What Is a Credit-Builder Loan? - NerdWallet

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What Is a Credit-Builder Loan?

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What Is a Credit-Builder Loan?

Credit Score, Personal Finance, Personal Loans
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What Is a Credit-builder Loan?

Credit-builder loans can help you build your credit score, and they don’t require good credit to start with.


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They’re not widely advertised and are generally offered by smaller financial institutions, such as credit unions and community banks. The purpose, as their name suggests, is to help people achieve credit respectability.

Financial institutions would like to see you succeed. After all, if you become a customer, you’re more likely to make money for them in the future. To make sure it doesn’t get burned on the loan, the lender will set strict limitations. Think of it as training wheels for credit.

Credit-builder loans go by many names, such as the catchy “Fresh Start Loans” or “Starting Over Loans.” If you’re looking to restore your credit with an installment loan, ask your bank or credit union about secured personal loans designed to help people who need to help build credit.

Secured credit cards have long been suggested as a means of credit building — and they can be very effective — but you first have to have enough money to pay the security deposit.

If you have an income but can’t pay a deposit for a secured credit card, credit-builder loans offer a way around that hurdle.

How credit-builder loans work

You apply for the loan, whether you have bad credit or no credit, and you are approved, but there’s a safety net for the lender. The money you borrow is deposited in a savings account — one that you cannot access until you have fully repaid the loan.

If you pay the loan as agreed, the financial institution promises to send a good report to the credit bureaus. A 2013 study showed an average improvement of 35 points with six months of on-time payments for loans as small as $100.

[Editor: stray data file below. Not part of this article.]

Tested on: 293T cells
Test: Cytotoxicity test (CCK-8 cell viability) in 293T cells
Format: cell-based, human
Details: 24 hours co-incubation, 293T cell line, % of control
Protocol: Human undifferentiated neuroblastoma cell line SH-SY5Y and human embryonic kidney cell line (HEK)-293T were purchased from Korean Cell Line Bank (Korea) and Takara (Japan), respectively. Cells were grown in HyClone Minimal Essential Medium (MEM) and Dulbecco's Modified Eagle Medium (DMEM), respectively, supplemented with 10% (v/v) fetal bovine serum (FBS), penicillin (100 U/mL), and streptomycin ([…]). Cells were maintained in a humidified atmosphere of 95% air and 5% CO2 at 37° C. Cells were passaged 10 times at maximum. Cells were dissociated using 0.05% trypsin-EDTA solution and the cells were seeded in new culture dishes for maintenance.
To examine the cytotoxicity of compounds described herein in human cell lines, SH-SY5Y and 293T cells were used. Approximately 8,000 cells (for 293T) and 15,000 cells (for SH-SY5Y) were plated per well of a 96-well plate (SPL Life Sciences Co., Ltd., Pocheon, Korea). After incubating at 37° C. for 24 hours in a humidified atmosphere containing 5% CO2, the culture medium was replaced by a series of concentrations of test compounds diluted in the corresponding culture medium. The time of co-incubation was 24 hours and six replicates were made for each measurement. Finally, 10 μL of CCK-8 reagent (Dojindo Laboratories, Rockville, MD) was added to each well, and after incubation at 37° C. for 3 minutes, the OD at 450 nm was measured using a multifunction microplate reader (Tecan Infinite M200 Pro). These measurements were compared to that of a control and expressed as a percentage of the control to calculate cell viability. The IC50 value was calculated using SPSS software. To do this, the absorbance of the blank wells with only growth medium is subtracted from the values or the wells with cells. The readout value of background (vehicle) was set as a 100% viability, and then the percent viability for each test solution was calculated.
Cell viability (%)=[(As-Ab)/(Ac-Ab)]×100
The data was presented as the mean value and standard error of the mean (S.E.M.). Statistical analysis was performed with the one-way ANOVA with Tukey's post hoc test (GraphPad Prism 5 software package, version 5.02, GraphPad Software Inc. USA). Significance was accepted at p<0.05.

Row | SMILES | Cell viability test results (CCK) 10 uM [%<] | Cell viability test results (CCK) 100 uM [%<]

At the end of the loan term, you get the money — and likely a better credit score.

But be sure to pay on time. If you miss payments, that negative information would also be reported. The financial institution doesn’t take a big risk when it lends to you, because it can reclaim the money if you don’t hold up your end of the bargain.

If you’re looking for a credit builder loan and your credit union or community bank doesn’t offer them (or even know what they are), you might try a Community Development Financial Institution. These organizations exist to help lower-income communities, and there are about 1,000 of them in the United States. Government grants and other incentives make these small-dollar loans more attractive to financial institutions.

Online lenders include Self Lender, which offers $1,100 loans repaid over a year at $100 a month. At the end, you get $1,100 and a credit score with a year of on-time payments.

How secured installment loans work

You don’t have to be low-income to have crummy credit or a need to improve. If you have money in the bank, you may have another option for an installment loan: a share- or certificate-backed loan.

In that case, a deposit you already have at the financial institution is the collateral, and that money is frozen until the loan is repaid (or it may be incrementally thawed, as the loan is repaid). So if you have funds on deposit at a small bank or credit union, it may be worth asking if you can borrow against them to help re-establish your standing. Other lenders may allow you to borrow against the value of your car.

You may have other options for building credit

Secured loans such as credit-builder loans tend to be a good deal because the collateral reduces risk for the lender and greatly reduces the interest rate, which is typically well under 10%. The catch, of course, is that you don’t get the money until the loan is repaid.

If you are trying to build credit and need the proceeds of a loan immediately (for debt consolidation, for example), you will probably need to take an unsecured personal loan. That means the lender has no collateral, just the strength of your credit history, to rely on. If your credit is damaged or thin, you’ll pay higher interest rates, sometimes as much as 36%, which tends to be the ceiling with most lenders.